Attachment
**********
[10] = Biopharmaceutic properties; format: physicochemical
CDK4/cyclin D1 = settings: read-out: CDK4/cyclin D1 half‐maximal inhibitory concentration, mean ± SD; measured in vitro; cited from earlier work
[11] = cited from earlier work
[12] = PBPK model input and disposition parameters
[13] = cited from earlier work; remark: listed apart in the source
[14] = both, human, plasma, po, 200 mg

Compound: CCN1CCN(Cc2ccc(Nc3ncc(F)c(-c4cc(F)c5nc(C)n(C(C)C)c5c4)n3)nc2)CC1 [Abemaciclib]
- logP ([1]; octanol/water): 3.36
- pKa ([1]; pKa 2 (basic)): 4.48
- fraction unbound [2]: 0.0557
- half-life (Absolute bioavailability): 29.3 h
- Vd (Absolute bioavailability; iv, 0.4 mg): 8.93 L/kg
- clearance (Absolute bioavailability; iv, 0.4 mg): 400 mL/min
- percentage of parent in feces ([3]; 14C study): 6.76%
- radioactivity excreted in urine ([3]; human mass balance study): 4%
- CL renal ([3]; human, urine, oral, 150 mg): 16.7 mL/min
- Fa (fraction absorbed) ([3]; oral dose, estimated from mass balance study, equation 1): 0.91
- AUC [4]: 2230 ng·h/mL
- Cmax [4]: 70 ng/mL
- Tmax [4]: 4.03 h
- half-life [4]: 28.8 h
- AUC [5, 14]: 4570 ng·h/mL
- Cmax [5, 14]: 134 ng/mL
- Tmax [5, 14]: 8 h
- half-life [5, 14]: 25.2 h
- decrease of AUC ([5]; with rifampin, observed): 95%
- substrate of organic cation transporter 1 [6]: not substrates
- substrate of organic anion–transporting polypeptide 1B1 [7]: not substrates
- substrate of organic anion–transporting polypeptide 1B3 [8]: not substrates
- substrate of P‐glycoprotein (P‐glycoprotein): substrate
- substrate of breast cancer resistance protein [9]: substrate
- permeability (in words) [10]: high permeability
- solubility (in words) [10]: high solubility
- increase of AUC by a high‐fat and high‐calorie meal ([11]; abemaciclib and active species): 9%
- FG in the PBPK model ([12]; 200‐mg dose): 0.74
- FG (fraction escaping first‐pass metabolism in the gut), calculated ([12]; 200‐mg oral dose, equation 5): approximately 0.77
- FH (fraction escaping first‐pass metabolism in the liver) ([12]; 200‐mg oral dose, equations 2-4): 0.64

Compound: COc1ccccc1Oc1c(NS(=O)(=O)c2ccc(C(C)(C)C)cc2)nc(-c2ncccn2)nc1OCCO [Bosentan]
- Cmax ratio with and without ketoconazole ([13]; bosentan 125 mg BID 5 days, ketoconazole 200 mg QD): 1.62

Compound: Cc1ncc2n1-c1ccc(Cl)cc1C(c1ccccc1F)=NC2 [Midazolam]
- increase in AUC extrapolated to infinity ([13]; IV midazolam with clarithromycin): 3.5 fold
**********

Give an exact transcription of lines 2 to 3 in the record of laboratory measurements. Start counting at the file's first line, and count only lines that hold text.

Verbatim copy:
CDK4/cyclin D1 = settings: read-out: CDK4/cyclin D1 half‐maximal inhibitory concentration, mean ± SD; measured in vitro; cited from earlier work
[11] = cited from earlier work